By Jennifer Delgado
9:52 PM CDT, April 7, 2013
Mayor Rahm Emanuel on Sunday told more than 1,000 people that good parenting and aggressive policing are key to solving Chicago's gun violence problems.
At the annual conference for the Council on Foundations, a nonprofit association of more than 1,700 foundations, Emanuel said police officers will be saturating high-crime areas of Chicago, and the city will help expand a mentoring program for young minority men.
"I say it's the four P's … policing, prevention, penalties and parenting," he told the crowd as they ate lunch at the Hilton Chicago. "You're going to be as strong as the weakest link in that chain."
Emanuel was joined on a three-person panel by Philadelphia Mayor Michael Nutter and New Orleans Mayor Mitch Landrieu, who spoke about the societal and cultural challenges facing their cities.
They said they have focused on illegal guns and partnering with foundations and community resources to curb the culture of violence. The mayors also called gun violence a national problem.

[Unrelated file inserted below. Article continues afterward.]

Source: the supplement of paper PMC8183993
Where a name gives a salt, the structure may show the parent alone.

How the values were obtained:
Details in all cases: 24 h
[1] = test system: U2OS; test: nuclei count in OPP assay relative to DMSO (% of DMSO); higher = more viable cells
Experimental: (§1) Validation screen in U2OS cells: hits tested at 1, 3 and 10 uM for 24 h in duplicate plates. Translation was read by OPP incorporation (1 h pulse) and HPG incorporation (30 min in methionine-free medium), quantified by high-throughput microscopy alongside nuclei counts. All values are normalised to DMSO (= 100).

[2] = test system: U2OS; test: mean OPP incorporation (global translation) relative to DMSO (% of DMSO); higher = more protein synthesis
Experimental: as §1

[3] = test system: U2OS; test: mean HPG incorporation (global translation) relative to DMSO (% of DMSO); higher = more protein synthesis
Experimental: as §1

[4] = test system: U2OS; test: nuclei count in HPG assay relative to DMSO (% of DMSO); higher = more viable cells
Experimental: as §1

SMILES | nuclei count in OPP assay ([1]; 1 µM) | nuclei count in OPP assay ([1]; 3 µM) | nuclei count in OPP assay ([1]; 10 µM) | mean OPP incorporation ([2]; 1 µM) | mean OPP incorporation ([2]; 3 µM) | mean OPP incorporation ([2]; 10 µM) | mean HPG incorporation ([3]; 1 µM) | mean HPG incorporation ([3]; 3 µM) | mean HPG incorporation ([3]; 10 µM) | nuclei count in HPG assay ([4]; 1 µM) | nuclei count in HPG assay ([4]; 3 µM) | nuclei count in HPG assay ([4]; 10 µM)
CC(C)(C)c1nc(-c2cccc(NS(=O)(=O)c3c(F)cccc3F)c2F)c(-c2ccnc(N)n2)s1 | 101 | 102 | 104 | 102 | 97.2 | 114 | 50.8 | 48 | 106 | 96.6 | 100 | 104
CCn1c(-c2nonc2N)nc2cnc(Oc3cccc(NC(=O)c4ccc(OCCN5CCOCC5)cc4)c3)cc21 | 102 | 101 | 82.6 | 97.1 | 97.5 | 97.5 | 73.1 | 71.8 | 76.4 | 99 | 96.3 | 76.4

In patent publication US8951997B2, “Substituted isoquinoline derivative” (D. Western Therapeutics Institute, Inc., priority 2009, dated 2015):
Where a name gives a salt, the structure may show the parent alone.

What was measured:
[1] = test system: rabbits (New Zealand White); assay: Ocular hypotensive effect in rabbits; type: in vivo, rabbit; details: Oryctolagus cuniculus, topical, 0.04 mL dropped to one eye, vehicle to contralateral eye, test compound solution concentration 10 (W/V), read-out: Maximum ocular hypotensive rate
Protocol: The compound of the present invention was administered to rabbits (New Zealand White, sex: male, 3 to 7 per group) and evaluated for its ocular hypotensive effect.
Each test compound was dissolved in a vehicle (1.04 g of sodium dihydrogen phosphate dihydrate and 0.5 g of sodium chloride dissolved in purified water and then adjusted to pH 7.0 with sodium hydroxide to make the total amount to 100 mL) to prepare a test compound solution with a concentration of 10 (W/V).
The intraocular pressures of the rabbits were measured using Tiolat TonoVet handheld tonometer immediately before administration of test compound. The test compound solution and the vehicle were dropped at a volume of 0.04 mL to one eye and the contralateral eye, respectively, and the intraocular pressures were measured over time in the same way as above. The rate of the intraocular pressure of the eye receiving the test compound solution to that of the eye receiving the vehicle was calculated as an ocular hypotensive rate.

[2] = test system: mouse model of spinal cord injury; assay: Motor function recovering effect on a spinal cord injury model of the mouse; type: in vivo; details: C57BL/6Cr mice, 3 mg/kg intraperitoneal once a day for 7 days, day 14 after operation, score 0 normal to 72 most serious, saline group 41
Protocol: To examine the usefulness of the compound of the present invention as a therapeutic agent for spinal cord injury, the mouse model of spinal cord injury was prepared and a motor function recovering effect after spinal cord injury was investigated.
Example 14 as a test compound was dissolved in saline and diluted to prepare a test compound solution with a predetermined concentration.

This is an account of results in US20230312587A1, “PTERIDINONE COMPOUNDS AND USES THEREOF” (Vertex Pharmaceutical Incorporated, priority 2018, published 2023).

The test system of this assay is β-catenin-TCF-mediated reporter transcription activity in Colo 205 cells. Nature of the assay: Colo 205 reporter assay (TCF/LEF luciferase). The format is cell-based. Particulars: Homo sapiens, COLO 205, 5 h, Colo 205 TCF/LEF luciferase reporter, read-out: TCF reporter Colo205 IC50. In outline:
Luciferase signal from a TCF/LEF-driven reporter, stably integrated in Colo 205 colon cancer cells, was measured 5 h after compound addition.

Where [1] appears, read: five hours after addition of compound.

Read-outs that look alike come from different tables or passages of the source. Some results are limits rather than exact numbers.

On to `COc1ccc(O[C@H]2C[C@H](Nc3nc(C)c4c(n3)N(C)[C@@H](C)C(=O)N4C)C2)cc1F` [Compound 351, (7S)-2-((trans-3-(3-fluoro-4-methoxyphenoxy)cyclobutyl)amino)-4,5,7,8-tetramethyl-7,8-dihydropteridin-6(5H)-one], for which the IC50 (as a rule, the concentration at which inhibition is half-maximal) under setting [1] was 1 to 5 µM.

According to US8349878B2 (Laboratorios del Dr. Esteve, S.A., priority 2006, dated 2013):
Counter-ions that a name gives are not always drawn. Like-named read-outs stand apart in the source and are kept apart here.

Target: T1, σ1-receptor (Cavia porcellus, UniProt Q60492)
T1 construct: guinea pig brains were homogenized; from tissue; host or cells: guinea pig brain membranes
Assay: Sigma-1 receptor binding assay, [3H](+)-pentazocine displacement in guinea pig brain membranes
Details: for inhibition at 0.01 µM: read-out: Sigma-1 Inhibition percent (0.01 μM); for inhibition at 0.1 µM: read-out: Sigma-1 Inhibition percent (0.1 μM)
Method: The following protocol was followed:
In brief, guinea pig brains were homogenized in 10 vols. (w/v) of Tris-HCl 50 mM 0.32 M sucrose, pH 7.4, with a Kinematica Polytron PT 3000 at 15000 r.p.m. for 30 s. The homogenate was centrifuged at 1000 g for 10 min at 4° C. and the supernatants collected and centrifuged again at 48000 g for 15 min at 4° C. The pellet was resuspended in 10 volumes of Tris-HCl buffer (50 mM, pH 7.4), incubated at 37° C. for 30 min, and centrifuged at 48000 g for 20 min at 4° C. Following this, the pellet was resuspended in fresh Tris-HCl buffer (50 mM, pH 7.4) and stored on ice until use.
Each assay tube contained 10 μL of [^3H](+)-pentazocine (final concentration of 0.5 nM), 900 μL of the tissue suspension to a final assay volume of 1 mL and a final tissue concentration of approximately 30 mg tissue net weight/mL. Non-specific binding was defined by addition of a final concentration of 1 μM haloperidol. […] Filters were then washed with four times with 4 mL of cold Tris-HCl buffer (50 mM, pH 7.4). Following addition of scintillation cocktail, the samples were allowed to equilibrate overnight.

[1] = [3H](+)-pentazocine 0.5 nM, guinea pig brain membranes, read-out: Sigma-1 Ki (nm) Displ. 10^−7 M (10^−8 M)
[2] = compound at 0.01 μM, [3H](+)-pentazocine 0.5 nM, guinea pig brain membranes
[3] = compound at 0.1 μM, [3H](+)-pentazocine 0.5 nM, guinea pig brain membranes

Emanuel cited a city-issued study that shows where most crime — like robberies, shootings and homicides — takes place as one possible prevention method.
The findings showed those crimes largely occurred in 20 zones that represent about 4 percent of Chicago's geographical area but account for 25 percent of the city's violence, he said.
To combat those numbers, the Police Department will start foot patrols in those areas from 6 p.m. to 2 a.m., Emanuel said.
"We will be saturating the worst areas," he said.
Besides policing, the city is doubling the number of spots in its summer job program to 1,500 and working with the University of Chicago Crime Lab to expand Becoming a Man, a mentoring and behavioral skills program, from 2,000 participants to 4,000, Emanuel said.
"You give me 10,000 active, involved fathers in kids' lives, then you can reduce everything we're talking about with the saturation of policing," Emanuel said.
The mayor also touted the 50 percent drop in homicides for the month of February and the 69 percent reduction in March.
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